For nearly fourteen years I followed Jesus–clueless that my struggles with lust, masturbation, and porn were symptoms of much deeper issues which explained why I couldn’t “just say no.”
Jesus taught that adultery and sexual immorality come out of the heart (Matt. 15:19). But what does this mean?
In his classic book Inside Out, Larry Crabb compares our inner world to an iceberg. The visible tip of the iceberg represents our behaviors, conscious thoughts, and feelings—things people see and feel. The iceberg mass below the waterline represents those things that cannot be readily identified. These include motives, purposes, and attitudes of the heart, as well as painful memories and hidden emotions.
It doesn’t take much to realize that a person can appear morally obedient, spiritually mature, and emotionally whole, yet below the waterline remain self-centered and immature. It is below the waterline, however, in the place of our inmost being, where the gospel is meant to transform us.
In the waters of our soul, something more deeply rooted must be addressed. But what is it? When Jesus taught that adultery and sexual immorality came out of the heart, He was not giving an anatomy lesson.
In a heated conversation with the religious professionals of the day, Jesus had been discussing what makes a person clean or unclean. The popular teaching was that a person was unclean for not having followed certain ceremonial steps.
But Jesus turned this teaching upside down. “What goes into a man’s mouth does not make him ‘unclean,’” Jesus said, “but what comes out of his mouth, that is what makes him ‘unclean’” (Matt. 15:11).
Jesus’ point was that no matter how many acts of obedience we perform, our problems are internal, not external. Our actions and behavior—what comes out of us—are just the tip of the iceberg.
As if Jesus’ impassioned discussion with the religious rule- keepers were not enough, He went on to utter His harshest words yet, to those who believed that God should be impressed with their moral performances.
“Woe to you, teachers of the law and Pharisees, you hypocrites! You clean the outside of the cup and dish, but inside they are full of greed and self-indulgence. . . . First clean the inside of the cup and dish, and then the outside also will be clean” (Matt. 23:25–26).
What this means for a man caught in the chains of porn and lust is crucial. If you could somehow magically stop looking at porn and exercise self-control in place of lust, you still wouldn’t be dealing with the problem below the waterline.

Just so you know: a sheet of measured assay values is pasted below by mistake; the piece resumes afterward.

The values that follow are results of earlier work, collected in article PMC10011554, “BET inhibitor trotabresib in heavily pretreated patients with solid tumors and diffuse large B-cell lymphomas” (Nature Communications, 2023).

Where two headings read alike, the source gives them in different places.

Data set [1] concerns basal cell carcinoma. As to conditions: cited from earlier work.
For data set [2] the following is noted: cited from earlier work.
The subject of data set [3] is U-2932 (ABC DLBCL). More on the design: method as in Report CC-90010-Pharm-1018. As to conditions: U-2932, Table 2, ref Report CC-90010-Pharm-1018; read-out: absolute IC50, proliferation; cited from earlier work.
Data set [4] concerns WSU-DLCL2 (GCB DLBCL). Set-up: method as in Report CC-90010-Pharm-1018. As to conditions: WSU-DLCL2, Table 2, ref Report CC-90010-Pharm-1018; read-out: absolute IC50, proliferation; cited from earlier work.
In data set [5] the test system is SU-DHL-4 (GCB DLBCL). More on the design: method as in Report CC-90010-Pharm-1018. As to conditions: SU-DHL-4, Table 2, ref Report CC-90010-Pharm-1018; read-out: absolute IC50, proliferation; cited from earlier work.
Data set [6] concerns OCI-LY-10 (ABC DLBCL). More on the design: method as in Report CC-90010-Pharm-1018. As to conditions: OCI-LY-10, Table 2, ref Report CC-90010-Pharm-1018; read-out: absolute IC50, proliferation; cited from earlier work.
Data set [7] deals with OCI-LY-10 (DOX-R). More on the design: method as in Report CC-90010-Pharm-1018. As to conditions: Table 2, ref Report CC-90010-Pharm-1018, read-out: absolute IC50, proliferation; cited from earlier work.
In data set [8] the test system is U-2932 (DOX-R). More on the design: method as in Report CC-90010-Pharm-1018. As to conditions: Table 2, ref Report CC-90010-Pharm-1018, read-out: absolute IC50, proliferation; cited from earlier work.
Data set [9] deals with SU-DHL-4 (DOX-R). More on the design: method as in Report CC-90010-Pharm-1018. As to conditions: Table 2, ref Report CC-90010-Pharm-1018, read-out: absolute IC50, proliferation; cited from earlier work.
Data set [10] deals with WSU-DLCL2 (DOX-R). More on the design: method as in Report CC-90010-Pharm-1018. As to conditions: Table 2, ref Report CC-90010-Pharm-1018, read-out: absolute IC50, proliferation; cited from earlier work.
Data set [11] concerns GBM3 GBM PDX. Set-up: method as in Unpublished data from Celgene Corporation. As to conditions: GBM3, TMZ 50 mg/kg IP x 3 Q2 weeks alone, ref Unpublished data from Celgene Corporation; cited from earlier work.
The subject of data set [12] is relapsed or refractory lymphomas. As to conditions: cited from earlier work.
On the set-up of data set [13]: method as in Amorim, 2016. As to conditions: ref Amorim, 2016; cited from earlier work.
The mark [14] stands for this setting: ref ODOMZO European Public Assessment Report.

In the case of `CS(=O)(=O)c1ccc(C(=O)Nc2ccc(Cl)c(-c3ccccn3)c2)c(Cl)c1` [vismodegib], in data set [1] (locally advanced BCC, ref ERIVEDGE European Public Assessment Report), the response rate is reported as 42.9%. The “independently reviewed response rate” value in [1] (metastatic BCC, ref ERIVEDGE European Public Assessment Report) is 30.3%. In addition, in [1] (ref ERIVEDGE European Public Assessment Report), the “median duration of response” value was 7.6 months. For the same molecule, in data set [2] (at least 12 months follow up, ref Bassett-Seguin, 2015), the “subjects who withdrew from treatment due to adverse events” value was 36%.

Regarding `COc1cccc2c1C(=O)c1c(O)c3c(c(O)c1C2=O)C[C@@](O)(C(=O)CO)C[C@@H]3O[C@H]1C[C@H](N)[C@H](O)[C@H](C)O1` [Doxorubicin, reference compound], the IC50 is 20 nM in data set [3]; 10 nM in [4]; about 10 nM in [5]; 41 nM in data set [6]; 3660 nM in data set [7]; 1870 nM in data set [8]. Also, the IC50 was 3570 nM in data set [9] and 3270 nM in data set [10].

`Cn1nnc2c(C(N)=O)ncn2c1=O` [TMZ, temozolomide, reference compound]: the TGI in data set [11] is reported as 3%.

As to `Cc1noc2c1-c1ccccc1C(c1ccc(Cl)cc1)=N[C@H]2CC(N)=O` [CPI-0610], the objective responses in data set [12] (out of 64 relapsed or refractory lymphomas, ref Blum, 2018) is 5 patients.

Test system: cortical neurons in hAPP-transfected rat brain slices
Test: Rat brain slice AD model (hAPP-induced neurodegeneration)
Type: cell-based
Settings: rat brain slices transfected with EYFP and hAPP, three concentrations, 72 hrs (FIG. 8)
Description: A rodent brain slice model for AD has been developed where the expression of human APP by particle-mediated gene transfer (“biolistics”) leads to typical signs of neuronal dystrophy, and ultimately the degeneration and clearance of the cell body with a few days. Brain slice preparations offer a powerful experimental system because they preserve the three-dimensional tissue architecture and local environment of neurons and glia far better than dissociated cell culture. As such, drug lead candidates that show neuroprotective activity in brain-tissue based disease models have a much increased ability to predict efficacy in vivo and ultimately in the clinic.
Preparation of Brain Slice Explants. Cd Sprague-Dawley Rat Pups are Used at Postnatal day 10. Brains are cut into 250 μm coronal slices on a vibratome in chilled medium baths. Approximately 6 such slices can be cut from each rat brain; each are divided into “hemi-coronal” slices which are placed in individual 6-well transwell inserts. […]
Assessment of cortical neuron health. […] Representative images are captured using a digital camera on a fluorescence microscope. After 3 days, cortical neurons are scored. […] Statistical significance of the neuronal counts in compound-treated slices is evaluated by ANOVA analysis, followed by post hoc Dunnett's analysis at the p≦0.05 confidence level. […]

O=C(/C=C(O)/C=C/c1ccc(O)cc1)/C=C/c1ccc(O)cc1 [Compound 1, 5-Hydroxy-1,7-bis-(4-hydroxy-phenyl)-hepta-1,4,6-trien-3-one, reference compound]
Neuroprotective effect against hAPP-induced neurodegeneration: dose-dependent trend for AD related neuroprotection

You’ve only cleaned the outside of the cup and dish.
“The purposes of a person’s heart are deep waters,” wrote Solomon (Proverbs 20:5).
Our hearts hold deep reasons for why we do what we do, which explains why our sinful actions and self-sufficient behaviors can make sense—at least internally.
We are thirsty, but we often move in the wrong directions to satisfy our thirst. “This only have I found,” wrote the author of Ecclesiastes. “God made mankind upright, but men have gone in search of many schemes” (7:29).
Beneath the waterline we are driven by hidden agendas, unconscious goals, and ungodly passions—schemes to slake the thirst that God alone can quench.
Connecting these deep passions and purposes below the water- line to the behaviors, struggles, and issues above the waterline helps us recognize the cause of our confusing behavior.
Understanding ourselves at this level is not about the “what” of our sin (I can’t stop looking), but the “why” of sin (porn promises to meet some legitimate need in me).
Question: If a struggle with porn is the tip of the iceberg, then what might be lurking beneath the surface that contributes to a struggle with porn?
Excerpted from Surfing for God: Discovering the Divine Desire Beneath Sexual Struggle by Michael Cusick. Copyright ©2012. Used by permission of Thomas Nelson, Inc. www.thomasnelsoncorporate.com.